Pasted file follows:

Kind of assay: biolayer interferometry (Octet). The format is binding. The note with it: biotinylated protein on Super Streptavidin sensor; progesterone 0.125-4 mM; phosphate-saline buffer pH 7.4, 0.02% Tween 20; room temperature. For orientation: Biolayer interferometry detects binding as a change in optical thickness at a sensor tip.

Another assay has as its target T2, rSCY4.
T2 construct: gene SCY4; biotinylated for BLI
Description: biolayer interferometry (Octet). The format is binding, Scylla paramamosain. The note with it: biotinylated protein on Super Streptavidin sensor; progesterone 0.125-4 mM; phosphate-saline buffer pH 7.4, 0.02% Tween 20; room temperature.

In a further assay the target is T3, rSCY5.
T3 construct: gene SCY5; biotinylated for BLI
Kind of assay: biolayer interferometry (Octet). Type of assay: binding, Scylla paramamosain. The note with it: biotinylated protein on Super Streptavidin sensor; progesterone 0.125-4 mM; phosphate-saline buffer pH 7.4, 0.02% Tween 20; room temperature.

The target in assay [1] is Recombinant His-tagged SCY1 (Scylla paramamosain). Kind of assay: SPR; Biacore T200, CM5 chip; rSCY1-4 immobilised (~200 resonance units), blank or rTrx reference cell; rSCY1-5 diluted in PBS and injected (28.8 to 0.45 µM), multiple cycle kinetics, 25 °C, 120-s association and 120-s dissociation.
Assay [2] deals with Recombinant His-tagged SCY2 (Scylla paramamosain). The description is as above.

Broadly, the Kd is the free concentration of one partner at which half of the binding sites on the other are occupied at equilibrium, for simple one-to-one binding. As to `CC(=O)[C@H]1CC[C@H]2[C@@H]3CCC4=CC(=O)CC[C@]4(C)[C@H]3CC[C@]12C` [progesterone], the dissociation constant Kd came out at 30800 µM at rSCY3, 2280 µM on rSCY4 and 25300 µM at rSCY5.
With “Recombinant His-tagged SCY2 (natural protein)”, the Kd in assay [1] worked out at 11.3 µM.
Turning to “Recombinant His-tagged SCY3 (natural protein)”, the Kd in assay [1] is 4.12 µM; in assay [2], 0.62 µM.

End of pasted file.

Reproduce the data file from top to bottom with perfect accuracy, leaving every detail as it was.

Kind of assay: biolayer interferometry (Octet). The format is binding. The note with it: biotinylated protein on Super Streptavidin sensor; progesterone 0.125-4 mM; phosphate-saline buffer pH 7.4, 0.02% Tween 20; room temperature. For orientation: Biolayer interferometry detects binding as a change in optical thickness at a sensor tip.

Another assay has as its target T2, rSCY4.
T2 construct: gene SCY4; biotinylated for BLI
Description: biolayer interferometry (Octet). The format is binding, Scylla paramamosain. The note with it: biotinylated protein on Super Streptavidin sensor; progesterone 0.125-4 mM; phosphate-saline buffer pH 7.4, 0.02% Tween 20; room temperature.

In a further assay the target is T3, rSCY5.
T3 construct: gene SCY5; biotinylated for BLI
Kind of assay: biolayer interferometry (Octet). Type of assay: binding, Scylla paramamosain. The note with it: biotinylated protein on Super Streptavidin sensor; progesterone 0.125-4 mM; phosphate-saline buffer pH 7.4, 0.02% Tween 20; room temperature.

The target in assay [1] is Recombinant His-tagged SCY1 (Scylla paramamosain). Kind of assay: SPR; Biacore T200, CM5 chip; rSCY1-4 immobilised (~200 resonance units), blank or rTrx reference cell; rSCY1-5 diluted in PBS and injected (28.8 to 0.45 µM), multiple cycle kinetics, 25 °C, 120-s association and 120-s dissociation.
Assay [2] deals with Recombinant His-tagged SCY2 (Scylla paramamosain). The description is as above.

Broadly, the Kd is the free concentration of one partner at which half of the binding sites on the other are occupied at equilibrium, for simple one-to-one binding. As to `CC(=O)[C@H]1CC[C@H]2[C@@H]3CCC4=CC(=O)CC[C@]4(C)[C@H]3CC[C@]12C` [progesterone], the dissociation constant Kd came out at 30800 µM at rSCY3, 2280 µM on rSCY4 and 25300 µM at rSCY5.
With “Recombinant His-tagged SCY2 (natural protein)”, the Kd in assay [1] worked out at 11.3 µM.
Turning to “Recombinant His-tagged SCY3 (natural protein)”, the Kd in assay [1] is 4.12 µM; in assay [2], 0.62 µM.